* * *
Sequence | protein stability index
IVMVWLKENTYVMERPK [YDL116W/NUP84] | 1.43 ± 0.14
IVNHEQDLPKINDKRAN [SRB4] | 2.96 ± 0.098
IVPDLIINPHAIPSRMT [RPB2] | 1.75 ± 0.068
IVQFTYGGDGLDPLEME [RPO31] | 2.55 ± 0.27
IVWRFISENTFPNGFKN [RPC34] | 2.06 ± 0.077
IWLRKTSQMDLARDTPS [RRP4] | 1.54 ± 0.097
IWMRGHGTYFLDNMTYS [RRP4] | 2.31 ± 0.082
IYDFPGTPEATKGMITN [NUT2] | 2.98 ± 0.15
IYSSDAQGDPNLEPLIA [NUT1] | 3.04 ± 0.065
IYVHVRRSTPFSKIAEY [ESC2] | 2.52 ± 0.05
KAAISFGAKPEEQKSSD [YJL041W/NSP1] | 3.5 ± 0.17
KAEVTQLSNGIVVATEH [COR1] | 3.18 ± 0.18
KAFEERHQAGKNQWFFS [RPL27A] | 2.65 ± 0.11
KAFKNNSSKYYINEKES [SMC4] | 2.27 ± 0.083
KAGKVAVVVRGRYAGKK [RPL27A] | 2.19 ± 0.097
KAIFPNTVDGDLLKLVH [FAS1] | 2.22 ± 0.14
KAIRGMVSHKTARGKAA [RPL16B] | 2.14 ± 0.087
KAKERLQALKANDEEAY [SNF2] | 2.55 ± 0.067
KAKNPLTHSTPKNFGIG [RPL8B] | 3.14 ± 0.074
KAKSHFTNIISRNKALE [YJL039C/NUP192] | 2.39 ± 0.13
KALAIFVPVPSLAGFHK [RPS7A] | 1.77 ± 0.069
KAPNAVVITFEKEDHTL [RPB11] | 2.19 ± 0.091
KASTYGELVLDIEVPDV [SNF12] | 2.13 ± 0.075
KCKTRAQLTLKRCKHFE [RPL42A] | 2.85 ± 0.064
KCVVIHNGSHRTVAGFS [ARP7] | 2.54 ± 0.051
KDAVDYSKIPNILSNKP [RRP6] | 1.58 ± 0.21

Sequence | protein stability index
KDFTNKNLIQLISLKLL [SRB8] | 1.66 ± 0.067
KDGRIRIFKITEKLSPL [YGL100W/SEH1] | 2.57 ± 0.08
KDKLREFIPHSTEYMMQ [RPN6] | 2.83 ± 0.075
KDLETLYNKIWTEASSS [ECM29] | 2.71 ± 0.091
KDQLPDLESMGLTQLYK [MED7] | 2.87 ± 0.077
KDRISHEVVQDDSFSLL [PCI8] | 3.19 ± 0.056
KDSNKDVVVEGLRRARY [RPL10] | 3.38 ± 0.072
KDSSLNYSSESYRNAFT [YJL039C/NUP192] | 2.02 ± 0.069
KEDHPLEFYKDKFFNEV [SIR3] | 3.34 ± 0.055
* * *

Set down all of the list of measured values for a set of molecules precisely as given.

Sequence | protein stability index
IVMVWLKENTYVMERPK [YDL116W/NUP84] | 1.43 ± 0.14
IVNHEQDLPKINDKRAN [SRB4] | 2.96 ± 0.098
IVPDLIINPHAIPSRMT [RPB2] | 1.75 ± 0.068
IVQFTYGGDGLDPLEME [RPO31] | 2.55 ± 0.27
IVWRFISENTFPNGFKN [RPC34] | 2.06 ± 0.077
IWLRKTSQMDLARDTPS [RRP4] | 1.54 ± 0.097
IWMRGHGTYFLDNMTYS [RRP4] | 2.31 ± 0.082
IYDFPGTPEATKGMITN [NUT2] | 2.98 ± 0.15
IYSSDAQGDPNLEPLIA [NUT1] | 3.04 ± 0.065
IYVHVRRSTPFSKIAEY [ESC2] | 2.52 ± 0.05
KAAISFGAKPEEQKSSD [YJL041W/NSP1] | 3.5 ± 0.17
KAEVTQLSNGIVVATEH [COR1] | 3.18 ± 0.18
KAFEERHQAGKNQWFFS [RPL27A] | 2.65 ± 0.11
KAFKNNSSKYYINEKES [SMC4] | 2.27 ± 0.083
KAGKVAVVVRGRYAGKK [RPL27A] | 2.19 ± 0.097
KAIFPNTVDGDLLKLVH [FAS1] | 2.22 ± 0.14
KAIRGMVSHKTARGKAA [RPL16B] | 2.14 ± 0.087
KAKERLQALKANDEEAY [SNF2] | 2.55 ± 0.067
KAKNPLTHSTPKNFGIG [RPL8B] | 3.14 ± 0.074
KAKSHFTNIISRNKALE [YJL039C/NUP192] | 2.39 ± 0.13
KALAIFVPVPSLAGFHK [RPS7A] | 1.77 ± 0.069
KAPNAVVITFEKEDHTL [RPB11] | 2.19 ± 0.091
KASTYGELVLDIEVPDV [SNF12] | 2.13 ± 0.075
KCKTRAQLTLKRCKHFE [RPL42A] | 2.85 ± 0.064
KCVVIHNGSHRTVAGFS [ARP7] | 2.54 ± 0.051
KDAVDYSKIPNILSNKP [RRP6] | 1.58 ± 0.21

Sequence | protein stability index
KDFTNKNLIQLISLKLL [SRB8] | 1.66 ± 0.067
KDGRIRIFKITEKLSPL [YGL100W/SEH1] | 2.57 ± 0.08
KDKLREFIPHSTEYMMQ [RPN6] | 2.83 ± 0.075
KDLETLYNKIWTEASSS [ECM29] | 2.71 ± 0.091
KDQLPDLESMGLTQLYK [MED7] | 2.87 ± 0.077
KDRISHEVVQDDSFSLL [PCI8] | 3.19 ± 0.056
KDSNKDVVVEGLRRARY [RPL10] | 3.38 ± 0.072
KDSSLNYSSESYRNAFT [YJL039C/NUP192] | 2.02 ± 0.069
KEDHPLEFYKDKFFNEV [SIR3] | 3.34 ± 0.055